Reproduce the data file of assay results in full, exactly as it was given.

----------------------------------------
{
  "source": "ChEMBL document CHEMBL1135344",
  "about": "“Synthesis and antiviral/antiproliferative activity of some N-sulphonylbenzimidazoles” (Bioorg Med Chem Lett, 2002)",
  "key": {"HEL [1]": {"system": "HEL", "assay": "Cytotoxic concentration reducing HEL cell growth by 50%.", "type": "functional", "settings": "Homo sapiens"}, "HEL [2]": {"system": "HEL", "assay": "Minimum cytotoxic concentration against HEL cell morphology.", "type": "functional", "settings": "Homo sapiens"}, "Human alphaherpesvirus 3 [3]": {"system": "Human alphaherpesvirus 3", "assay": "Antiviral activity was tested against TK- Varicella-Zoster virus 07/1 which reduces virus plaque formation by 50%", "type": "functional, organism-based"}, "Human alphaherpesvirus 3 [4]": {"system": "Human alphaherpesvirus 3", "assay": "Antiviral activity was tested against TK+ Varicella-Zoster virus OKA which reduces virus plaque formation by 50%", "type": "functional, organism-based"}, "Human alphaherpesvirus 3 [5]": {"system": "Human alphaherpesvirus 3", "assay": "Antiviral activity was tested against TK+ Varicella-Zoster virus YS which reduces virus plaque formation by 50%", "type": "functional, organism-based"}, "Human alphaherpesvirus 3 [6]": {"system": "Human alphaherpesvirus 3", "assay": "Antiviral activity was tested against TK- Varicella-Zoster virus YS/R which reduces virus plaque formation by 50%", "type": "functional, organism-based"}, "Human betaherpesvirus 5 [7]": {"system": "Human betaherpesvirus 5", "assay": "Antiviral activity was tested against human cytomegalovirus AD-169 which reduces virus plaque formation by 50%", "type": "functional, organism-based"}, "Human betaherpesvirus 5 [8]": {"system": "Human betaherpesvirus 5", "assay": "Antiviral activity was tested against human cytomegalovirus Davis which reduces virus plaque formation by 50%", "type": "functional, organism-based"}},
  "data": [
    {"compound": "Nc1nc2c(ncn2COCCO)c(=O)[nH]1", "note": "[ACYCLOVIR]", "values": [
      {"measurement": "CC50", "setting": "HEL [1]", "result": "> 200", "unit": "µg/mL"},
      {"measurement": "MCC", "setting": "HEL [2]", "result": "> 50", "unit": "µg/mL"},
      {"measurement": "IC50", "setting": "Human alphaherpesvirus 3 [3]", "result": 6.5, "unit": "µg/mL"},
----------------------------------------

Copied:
{
  "source": "ChEMBL document CHEMBL1135344",
  "about": "“Synthesis and antiviral/antiproliferative activity of some N-sulphonylbenzimidazoles” (Bioorg Med Chem Lett, 2002)",
  "key": {"HEL [1]": {"system": "HEL", "assay": "Cytotoxic concentration reducing HEL cell growth by 50%.", "type": "functional", "settings": "Homo sapiens"}, "HEL [2]": {"system": "HEL", "assay": "Minimum cytotoxic concentration against HEL cell morphology.", "type": "functional", "settings": "Homo sapiens"}, "Human alphaherpesvirus 3 [3]": {"system": "Human alphaherpesvirus 3", "assay": "Antiviral activity was tested against TK- Varicella-Zoster virus 07/1 which reduces virus plaque formation by 50%", "type": "functional, organism-based"}, "Human alphaherpesvirus 3 [4]": {"system": "Human alphaherpesvirus 3", "assay": "Antiviral activity was tested against TK+ Varicella-Zoster virus OKA which reduces virus plaque formation by 50%", "type": "functional, organism-based"}, "Human alphaherpesvirus 3 [5]": {"system": "Human alphaherpesvirus 3", "assay": "Antiviral activity was tested against TK+ Varicella-Zoster virus YS which reduces virus plaque formation by 50%", "type": "functional, organism-based"}, "Human alphaherpesvirus 3 [6]": {"system": "Human alphaherpesvirus 3", "assay": "Antiviral activity was tested against TK- Varicella-Zoster virus YS/R which reduces virus plaque formation by 50%", "type": "functional, organism-based"}, "Human betaherpesvirus 5 [7]": {"system": "Human betaherpesvirus 5", "assay": "Antiviral activity was tested against human cytomegalovirus AD-169 which reduces virus plaque formation by 50%", "type": "functional, organism-based"}, "Human betaherpesvirus 5 [8]": {"system": "Human betaherpesvirus 5", "assay": "Antiviral activity was tested against human cytomegalovirus Davis which reduces virus plaque formation by 50%", "type": "functional, organism-based"}},
  "data": [
    {"compound": "Nc1nc2c(ncn2COCCO)c(=O)[nH]1", "note": "[ACYCLOVIR]", "values": [
      {"measurement": "CC50", "setting": "HEL [1]", "result": "> 200", "unit": "µg/mL"},
      {"measurement": "MCC", "setting": "HEL [2]", "result": "> 50", "unit": "µg/mL"},
      {"measurement": "IC50", "setting": "Human alphaherpesvirus 3 [3]", "result": 6.5, "unit": "µg/mL"},